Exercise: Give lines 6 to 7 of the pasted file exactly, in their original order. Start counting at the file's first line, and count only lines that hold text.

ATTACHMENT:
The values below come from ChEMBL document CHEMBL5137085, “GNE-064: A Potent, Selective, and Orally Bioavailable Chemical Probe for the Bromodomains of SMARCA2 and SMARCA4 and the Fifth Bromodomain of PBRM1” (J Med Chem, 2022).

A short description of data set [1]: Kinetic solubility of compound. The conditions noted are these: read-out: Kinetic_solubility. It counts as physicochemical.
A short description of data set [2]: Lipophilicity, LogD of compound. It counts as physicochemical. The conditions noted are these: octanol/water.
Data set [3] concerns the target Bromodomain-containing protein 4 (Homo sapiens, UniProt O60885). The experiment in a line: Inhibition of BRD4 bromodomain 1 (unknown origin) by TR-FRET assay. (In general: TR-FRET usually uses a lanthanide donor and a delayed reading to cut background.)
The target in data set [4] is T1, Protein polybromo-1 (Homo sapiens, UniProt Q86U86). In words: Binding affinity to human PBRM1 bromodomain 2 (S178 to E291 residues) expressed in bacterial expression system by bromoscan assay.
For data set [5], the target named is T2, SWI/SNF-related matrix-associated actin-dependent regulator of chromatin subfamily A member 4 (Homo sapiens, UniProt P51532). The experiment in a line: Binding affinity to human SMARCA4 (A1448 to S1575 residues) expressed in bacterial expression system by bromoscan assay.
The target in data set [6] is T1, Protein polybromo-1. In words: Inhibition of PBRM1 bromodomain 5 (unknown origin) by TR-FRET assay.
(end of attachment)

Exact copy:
For data set [5], the target named is T2, SWI/SNF-related matrix-associated actin-dependent regulator of chromatin subfamily A member 4 (Homo sapiens, UniProt P51532). The experiment in a line: Binding affinity to human SMARCA4 (A1448 to S1575 residues) expressed in bacterial expression system by bromoscan assay.
The target in data set [6] is T1, Protein polybromo-1. In words: Inhibition of PBRM1 bromodomain 5 (unknown origin) by TR-FRET assay.